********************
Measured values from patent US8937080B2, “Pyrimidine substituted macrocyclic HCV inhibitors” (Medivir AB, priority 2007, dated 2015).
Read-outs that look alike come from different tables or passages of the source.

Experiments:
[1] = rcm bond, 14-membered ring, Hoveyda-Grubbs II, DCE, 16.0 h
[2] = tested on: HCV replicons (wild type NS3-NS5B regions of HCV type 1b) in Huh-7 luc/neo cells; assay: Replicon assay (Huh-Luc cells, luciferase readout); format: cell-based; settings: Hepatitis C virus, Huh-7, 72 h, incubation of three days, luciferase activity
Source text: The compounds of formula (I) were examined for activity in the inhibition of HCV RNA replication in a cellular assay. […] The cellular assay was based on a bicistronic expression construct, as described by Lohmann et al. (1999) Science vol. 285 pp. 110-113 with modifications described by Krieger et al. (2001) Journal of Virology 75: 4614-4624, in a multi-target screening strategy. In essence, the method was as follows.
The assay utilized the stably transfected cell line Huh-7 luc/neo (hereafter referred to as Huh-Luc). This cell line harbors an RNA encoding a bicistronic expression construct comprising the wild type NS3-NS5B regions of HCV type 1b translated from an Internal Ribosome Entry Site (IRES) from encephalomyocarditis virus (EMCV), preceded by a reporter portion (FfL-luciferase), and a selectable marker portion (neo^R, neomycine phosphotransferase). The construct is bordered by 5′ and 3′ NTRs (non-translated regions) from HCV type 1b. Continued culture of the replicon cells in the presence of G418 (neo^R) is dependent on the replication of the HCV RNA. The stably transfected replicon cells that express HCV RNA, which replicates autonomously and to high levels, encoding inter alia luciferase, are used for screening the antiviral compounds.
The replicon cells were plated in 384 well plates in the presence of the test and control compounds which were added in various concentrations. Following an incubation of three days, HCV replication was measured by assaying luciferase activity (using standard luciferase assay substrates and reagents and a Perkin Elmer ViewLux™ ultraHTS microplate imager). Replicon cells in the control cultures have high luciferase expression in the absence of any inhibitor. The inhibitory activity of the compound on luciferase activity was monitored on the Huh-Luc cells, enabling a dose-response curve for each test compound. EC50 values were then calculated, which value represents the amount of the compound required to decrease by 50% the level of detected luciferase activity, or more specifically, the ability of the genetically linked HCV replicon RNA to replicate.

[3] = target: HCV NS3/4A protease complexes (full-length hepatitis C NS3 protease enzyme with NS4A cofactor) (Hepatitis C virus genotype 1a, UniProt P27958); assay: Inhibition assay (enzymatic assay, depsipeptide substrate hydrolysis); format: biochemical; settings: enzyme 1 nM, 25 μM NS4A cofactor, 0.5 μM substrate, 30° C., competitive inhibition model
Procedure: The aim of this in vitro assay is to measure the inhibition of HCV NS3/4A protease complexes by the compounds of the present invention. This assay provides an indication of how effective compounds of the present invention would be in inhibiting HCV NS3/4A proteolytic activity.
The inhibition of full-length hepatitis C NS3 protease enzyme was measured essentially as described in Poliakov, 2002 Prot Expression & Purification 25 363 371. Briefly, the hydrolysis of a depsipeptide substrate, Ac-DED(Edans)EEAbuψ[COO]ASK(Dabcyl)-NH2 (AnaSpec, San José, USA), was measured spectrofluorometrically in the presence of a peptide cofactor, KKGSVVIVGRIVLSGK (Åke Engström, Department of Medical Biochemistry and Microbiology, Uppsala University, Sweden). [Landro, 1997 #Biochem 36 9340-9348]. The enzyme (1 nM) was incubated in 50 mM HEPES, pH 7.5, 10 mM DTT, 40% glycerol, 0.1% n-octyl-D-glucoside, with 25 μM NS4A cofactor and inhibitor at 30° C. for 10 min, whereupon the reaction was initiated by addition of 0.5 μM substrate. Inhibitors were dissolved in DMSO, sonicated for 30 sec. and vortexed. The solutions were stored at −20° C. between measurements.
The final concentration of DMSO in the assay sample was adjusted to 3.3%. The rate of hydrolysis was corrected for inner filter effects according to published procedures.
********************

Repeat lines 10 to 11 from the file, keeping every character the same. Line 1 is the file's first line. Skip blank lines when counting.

Procedure: The aim of this in vitro assay is to measure the inhibition of HCV NS3/4A protease complexes by the compounds of the present invention. This assay provides an indication of how effective compounds of the present invention would be in inhibiting HCV NS3/4A proteolytic activity.
The inhibition of full-length hepatitis C NS3 protease enzyme was measured essentially as described in Poliakov, 2002 Prot Expression & Purification 25 363 371. Briefly, the hydrolysis of a depsipeptide substrate, Ac-DED(Edans)EEAbuψ[COO]ASK(Dabcyl)-NH2 (AnaSpec, San José, USA), was measured spectrofluorometrically in the presence of a peptide cofactor, KKGSVVIVGRIVLSGK (Åke Engström, Department of Medical Biochemistry and Microbiology, Uppsala University, Sweden). [Landro, 1997 #Biochem 36 9340-9348]. The enzyme (1 nM) was incubated in 50 mM HEPES, pH 7.5, 10 mM DTT, 40% glycerol, 0.1% n-octyl-D-glucoside, with 25 μM NS4A cofactor and inhibitor at 30° C. for 10 min, whereupon the reaction was initiated by addition of 0.5 μM substrate. Inhibitors were dissolved in DMSO, sonicated for 30 sec. and vortexed. The solutions were stored at −20° C. between measurements.